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I've dual booted my desktop with Windows 10 and Ubuntu 18.04.3. Every once in a while, while using Ubuntu 18.04.3 over many hours (at least 6-7 hours), my computer completely freezes/stops working, like so:

  1. The keyboard does not work at all. Re-plugging does not help
  2. The mouse seems to still be able move the pointer, but cannot access any programs, i.e. clicking does not work on anything.
  3. When I re-plug the mouse, I can't move the pointer too.

It's impossible for me to do anything in this state since the mouse and keyboard cannot input anything (so Alt+PrinScreen+R+E+I+S+U+B does not work), and the only thing I can do is force shutdown by pressing the power button.

I have no idea how to solve this issue, and have no idea what information is required for anyone to help me solve this issue. I've provided the very basics here:

$ lsb_release -a
No LSB modules are available.
Distributor ID: Ubuntu
Description:    Ubuntu 18.04.3 LTS
Release:    18.04
Codename:   bionic
$ uname -a
Linux mcheah 5.0.0-25-generic #26~18.04.1-Ubuntu SMP Thu Aug 1 13:51:02 UTC 2019 x86_64 x86_64 x86_64 GNU/Linux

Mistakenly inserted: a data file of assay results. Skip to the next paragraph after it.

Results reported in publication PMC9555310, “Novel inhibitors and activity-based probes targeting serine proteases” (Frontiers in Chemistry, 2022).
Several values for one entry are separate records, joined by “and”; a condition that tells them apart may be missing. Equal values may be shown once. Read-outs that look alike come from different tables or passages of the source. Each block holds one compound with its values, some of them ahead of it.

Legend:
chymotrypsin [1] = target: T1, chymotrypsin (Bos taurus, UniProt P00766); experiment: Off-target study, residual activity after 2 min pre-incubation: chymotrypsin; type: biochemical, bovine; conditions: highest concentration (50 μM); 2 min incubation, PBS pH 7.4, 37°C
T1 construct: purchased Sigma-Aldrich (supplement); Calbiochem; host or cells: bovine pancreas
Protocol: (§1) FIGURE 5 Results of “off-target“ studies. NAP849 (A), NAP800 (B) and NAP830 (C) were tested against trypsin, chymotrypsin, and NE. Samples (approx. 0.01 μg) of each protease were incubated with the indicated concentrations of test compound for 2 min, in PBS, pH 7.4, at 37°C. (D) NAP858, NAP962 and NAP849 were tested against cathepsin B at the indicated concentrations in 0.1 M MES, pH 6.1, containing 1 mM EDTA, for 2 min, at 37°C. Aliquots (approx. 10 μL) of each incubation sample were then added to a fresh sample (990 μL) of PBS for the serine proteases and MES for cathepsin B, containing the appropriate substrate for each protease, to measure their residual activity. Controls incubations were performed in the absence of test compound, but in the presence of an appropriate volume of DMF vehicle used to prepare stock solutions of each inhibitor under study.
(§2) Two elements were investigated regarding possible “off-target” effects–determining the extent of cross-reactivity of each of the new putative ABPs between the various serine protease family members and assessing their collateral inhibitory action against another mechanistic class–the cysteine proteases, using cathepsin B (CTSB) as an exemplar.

I've noticed there is a mismatch between the ubuntu version in uname and lsb_release though I suspect this isn't really an issue (correct me if I'm wrong)

Update: More information that was requested:

$ grep -i swap /etc/fstab
# swap was on /dev/sda6 during installation
UUID=7f6fa0cf-a062-4b8a-8cd7-0fde60a5b47e none            swap    sw              0       0

$ free -h 
    total used free shared buff/cache available 
    Mem: 15G 3.8G 9G 152M 1.9G 11G 
    Swap: 59G 0B 59G

Disks SMART Data information

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  • Edit your question and show me free -h after running for many hours. And ls -al ~/.local/share/gnome-shell/extensions.
    – heynnema
    Aug 31, 2019 at 22:53
  • ~/.local/share/gnome-shell/ does not contain extensions, only application_state and notifications. I'll update the status of free -h after a few hours but for now it's bash $ free -h total used free shared buff/cache available Mem: 15G 3.8G 9G 152M 1.9G 11G Swap: 59G 0B 59G
    – m_cheah
    Aug 31, 2019 at 23:02
  • Holy !@#$%, why is your swap set to 59G?!? (please put those kinds of results as an edit to your original question. Thanks!)
    – heynnema
    Aug 31, 2019 at 23:05
  • Yes, I didn't really know what swap space to set so I think I overdid it when I was setting up. I doubt that's the reason for why ubuntu just stops working though? Correct me if I'm wrong
    – m_cheah
    Aug 31, 2019 at 23:12
  • 1
    As mentioned run free -h every hour or so. When RAM gets low close all your browser windows. Then run free -h again. Does RAM come back? Aug 31, 2019 at 23:54

2 Answers 2

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As a new user, I only have reputation of 11 and you need a reputation of 50 in order to comment. As heynnema commented, this should be a comment.